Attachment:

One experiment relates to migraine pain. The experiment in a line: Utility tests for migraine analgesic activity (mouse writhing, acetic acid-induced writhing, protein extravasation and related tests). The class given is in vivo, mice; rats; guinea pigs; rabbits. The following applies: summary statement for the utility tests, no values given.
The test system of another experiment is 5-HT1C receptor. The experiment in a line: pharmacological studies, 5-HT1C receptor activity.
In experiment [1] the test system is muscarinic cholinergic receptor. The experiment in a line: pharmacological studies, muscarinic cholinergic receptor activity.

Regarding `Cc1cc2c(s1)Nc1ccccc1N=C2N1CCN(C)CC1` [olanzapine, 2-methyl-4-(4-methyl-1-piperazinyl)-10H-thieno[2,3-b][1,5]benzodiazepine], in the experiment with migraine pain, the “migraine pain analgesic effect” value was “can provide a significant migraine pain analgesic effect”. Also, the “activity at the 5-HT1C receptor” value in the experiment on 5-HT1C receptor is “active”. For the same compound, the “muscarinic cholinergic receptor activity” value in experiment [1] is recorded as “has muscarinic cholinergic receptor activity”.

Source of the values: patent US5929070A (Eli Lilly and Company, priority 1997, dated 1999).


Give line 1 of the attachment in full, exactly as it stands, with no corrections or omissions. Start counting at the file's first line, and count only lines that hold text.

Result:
One experiment relates to migraine pain. The experiment in a line: Utility tests for migraine analgesic activity (mouse writhing, acetic acid-induced writhing, protein extravasation and related tests). The class given is in vivo, mice; rats; guinea pigs; rabbits. The following applies: summary statement for the utility tests, no values given.